She also has a penchant for publishing photographs of her “honey,” Ari Rubenstein, a 28-year-old independent cotton trader she married in 1998. In the magazine, she calls him “the perfect guy.” There is an 8-by-10 photograph of a pouty Mr. Rubenstein hanging on the door to her office. He’s a handsome devil.
“If Atoosa could talk to Atoosa when she was 15, this was the magazine she would give her,” Ari Rubenstein said from the couple’s apartment in Trump Place, the Upper West Side high-rise. Mr. Rubenstein said his wife did actually listen to N Sync and Britney Spears at home. “Think about it, it’s what everybody wants to do. They want to be able to go back and talk to that person, be the perfect big brother or big sister,” he said.
“Right now, it’s about 3 A.M.,” Ms. Rubenstein wrote in an editor’s letter. “Why am I up so late? Because I can’t stop reading your letters–they’re like an amazing book that I just can’t put down. I love how honest you all are! Let’s always keep in touch like this, okay?” She signs the letter in pink with “Atoosa” and a big loopy heart.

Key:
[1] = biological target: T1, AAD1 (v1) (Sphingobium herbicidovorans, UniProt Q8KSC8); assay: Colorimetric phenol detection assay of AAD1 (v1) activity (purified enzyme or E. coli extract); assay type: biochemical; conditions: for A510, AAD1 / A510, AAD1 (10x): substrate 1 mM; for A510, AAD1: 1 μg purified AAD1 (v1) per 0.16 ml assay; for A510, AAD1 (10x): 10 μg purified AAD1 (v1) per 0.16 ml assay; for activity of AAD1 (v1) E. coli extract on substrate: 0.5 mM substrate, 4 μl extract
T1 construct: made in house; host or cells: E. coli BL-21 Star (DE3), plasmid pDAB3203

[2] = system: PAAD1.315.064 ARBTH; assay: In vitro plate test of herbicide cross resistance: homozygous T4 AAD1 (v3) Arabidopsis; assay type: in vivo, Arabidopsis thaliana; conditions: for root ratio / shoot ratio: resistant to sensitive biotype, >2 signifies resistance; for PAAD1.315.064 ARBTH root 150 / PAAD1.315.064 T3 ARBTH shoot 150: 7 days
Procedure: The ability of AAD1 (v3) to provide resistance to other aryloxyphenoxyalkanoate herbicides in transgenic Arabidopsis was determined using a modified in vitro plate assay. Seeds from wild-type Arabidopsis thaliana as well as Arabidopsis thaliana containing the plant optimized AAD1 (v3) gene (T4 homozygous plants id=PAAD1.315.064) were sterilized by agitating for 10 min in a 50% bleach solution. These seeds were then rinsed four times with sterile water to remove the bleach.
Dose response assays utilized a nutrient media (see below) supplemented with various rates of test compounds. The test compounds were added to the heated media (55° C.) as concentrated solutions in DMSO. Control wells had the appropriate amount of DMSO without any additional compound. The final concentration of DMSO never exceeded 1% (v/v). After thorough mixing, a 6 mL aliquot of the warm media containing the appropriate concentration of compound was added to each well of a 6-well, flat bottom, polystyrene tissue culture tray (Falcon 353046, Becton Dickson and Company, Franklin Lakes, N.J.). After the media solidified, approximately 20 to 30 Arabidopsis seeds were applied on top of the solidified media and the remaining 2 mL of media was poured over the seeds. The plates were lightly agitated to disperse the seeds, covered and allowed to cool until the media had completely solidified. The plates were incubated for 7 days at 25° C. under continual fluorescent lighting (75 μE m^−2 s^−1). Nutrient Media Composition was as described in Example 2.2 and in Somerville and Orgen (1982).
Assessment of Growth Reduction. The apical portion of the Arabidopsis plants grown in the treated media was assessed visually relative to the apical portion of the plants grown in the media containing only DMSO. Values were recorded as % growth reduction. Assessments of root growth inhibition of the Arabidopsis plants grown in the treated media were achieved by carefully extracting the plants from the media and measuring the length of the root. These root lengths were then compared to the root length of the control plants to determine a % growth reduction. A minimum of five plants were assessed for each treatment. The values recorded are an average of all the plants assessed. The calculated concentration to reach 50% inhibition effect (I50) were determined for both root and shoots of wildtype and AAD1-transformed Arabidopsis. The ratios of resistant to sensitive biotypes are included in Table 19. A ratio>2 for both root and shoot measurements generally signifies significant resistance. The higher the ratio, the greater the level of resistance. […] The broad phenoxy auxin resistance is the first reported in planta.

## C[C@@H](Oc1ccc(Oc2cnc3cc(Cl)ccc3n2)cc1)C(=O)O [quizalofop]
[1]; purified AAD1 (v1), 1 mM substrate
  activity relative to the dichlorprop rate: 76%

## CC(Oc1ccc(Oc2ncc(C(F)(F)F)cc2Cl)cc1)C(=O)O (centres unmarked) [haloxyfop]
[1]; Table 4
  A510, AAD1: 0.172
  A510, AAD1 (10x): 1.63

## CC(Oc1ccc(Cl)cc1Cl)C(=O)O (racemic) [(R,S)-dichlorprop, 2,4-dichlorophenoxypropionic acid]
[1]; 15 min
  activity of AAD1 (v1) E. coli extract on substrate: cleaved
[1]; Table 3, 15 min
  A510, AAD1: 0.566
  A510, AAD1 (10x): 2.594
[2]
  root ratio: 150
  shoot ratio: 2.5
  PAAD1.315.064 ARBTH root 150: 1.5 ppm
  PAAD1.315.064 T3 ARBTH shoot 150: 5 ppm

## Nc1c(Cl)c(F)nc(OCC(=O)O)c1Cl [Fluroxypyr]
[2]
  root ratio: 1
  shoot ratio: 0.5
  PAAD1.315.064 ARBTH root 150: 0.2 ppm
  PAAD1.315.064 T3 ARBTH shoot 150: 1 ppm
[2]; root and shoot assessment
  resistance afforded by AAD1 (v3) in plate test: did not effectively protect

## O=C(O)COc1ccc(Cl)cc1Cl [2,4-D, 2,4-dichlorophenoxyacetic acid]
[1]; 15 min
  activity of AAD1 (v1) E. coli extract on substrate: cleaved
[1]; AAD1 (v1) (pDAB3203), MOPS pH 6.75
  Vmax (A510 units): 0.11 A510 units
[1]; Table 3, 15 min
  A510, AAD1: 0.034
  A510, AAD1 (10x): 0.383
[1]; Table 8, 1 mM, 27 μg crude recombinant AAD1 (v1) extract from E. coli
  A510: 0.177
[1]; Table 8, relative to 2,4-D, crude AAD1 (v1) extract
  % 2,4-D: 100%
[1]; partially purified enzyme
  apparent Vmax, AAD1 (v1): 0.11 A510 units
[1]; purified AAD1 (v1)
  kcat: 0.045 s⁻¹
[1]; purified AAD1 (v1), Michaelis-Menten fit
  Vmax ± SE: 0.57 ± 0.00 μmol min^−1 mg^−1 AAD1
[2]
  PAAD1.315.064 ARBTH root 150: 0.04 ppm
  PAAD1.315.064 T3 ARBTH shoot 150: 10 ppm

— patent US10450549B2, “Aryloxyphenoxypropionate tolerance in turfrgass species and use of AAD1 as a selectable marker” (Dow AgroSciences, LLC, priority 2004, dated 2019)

Then there’s the “Hall of Shame,” Cosmogirl’s contribution to the teen magazine staple of embarrassing stories: “I have this huge fear of big dogs, and when I get scared, I pee a little.” Then turn to the centerfold of an actor named Brad Rowe, whose “fears” include bad traffic and death by drowning.
Atoosa, Rock Star
In 1975, when things weren’t looking too hot for the Shah of Iran, Ms. Rubenstein’s father, Mansoor Behnegar, a colonel in the Iranian air force, moved his wife and children to Flushing, Queens. Ms. Rubenstein said they settled there because it was close to La Guardia Airport, where they got off the plane. The Behnegars didn’t know anyone in the United States and didn’t speak any English. (Ms. Rubenstein still speaks Persian when talking with her family.) Then they moved to Malverne, L.I., surrounded by lots of middle-class Irish- and Italian-Americans.